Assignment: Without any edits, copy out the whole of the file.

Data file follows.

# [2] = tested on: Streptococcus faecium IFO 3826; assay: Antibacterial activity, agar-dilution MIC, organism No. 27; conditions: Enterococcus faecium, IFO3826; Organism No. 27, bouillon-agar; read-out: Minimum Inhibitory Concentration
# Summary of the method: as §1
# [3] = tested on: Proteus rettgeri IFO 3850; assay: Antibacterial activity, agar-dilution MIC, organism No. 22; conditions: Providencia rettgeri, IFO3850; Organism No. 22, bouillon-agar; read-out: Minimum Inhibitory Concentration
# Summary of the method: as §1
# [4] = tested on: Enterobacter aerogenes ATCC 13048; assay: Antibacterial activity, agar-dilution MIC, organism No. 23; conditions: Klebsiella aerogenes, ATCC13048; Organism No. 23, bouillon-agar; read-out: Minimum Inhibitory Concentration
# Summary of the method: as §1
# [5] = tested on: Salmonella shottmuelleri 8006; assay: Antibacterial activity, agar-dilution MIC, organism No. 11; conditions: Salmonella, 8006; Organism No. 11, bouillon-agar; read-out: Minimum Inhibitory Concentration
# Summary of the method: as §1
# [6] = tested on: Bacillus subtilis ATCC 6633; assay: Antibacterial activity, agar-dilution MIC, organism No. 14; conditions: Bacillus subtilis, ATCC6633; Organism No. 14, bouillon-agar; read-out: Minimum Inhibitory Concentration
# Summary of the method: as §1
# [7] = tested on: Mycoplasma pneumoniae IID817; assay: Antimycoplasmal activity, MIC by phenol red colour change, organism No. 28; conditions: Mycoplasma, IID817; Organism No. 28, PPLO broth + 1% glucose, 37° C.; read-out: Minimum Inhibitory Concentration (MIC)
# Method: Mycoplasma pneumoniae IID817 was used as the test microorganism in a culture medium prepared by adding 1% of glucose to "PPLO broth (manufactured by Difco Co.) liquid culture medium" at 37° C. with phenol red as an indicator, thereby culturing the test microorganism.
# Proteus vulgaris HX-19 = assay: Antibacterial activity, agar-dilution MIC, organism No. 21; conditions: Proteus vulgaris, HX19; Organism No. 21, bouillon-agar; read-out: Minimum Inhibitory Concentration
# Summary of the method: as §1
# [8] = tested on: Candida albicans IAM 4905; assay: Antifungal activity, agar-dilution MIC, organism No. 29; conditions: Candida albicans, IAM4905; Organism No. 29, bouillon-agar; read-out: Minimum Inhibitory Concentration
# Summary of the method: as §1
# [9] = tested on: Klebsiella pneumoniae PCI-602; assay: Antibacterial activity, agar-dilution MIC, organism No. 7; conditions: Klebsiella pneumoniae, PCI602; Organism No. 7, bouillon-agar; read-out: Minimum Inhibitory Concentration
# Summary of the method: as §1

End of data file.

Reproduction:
# [2] = tested on: Streptococcus faecium IFO 3826; assay: Antibacterial activity, agar-dilution MIC, organism No. 27; conditions: Enterococcus faecium, IFO3826; Organism No. 27, bouillon-agar; read-out: Minimum Inhibitory Concentration
# Summary of the method: as §1
# [3] = tested on: Proteus rettgeri IFO 3850; assay: Antibacterial activity, agar-dilution MIC, organism No. 22; conditions: Providencia rettgeri, IFO3850; Organism No. 22, bouillon-agar; read-out: Minimum Inhibitory Concentration
# Summary of the method: as §1
# [4] = tested on: Enterobacter aerogenes ATCC 13048; assay: Antibacterial activity, agar-dilution MIC, organism No. 23; conditions: Klebsiella aerogenes, ATCC13048; Organism No. 23, bouillon-agar; read-out: Minimum Inhibitory Concentration
# Summary of the method: as §1
# [5] = tested on: Salmonella shottmuelleri 8006; assay: Antibacterial activity, agar-dilution MIC, organism No. 11; conditions: Salmonella, 8006; Organism No. 11, bouillon-agar; read-out: Minimum Inhibitory Concentration
# Summary of the method: as §1
# [6] = tested on: Bacillus subtilis ATCC 6633; assay: Antibacterial activity, agar-dilution MIC, organism No. 14; conditions: Bacillus subtilis, ATCC6633; Organism No. 14, bouillon-agar; read-out: Minimum Inhibitory Concentration
# Summary of the method: as §1
# [7] = tested on: Mycoplasma pneumoniae IID817; assay: Antimycoplasmal activity, MIC by phenol red colour change, organism No. 28; conditions: Mycoplasma, IID817; Organism No. 28, PPLO broth + 1% glucose, 37° C.; read-out: Minimum Inhibitory Concentration (MIC)
# Method: Mycoplasma pneumoniae IID817 was used as the test microorganism in a culture medium prepared by adding 1% of glucose to "PPLO broth (manufactured by Difco Co.) liquid culture medium" at 37° C. with phenol red as an indicator, thereby culturing the test microorganism.
# Proteus vulgaris HX-19 = assay: Antibacterial activity, agar-dilution MIC, organism No. 21; conditions: Proteus vulgaris, HX19; Organism No. 21, bouillon-agar; read-out: Minimum Inhibitory Concentration
# Summary of the method: as §1
# [8] = tested on: Candida albicans IAM 4905; assay: Antifungal activity, agar-dilution MIC, organism No. 29; conditions: Candida albicans, IAM4905; Organism No. 29, bouillon-agar; read-out: Minimum Inhibitory Concentration
# Summary of the method: as §1
# [9] = tested on: Klebsiella pneumoniae PCI-602; assay: Antibacterial activity, agar-dilution MIC, organism No. 7; conditions: Klebsiella pneumoniae, PCI602; Organism No. 7, bouillon-agar; read-out: Minimum Inhibitory Concentration
# Summary of the method: as §1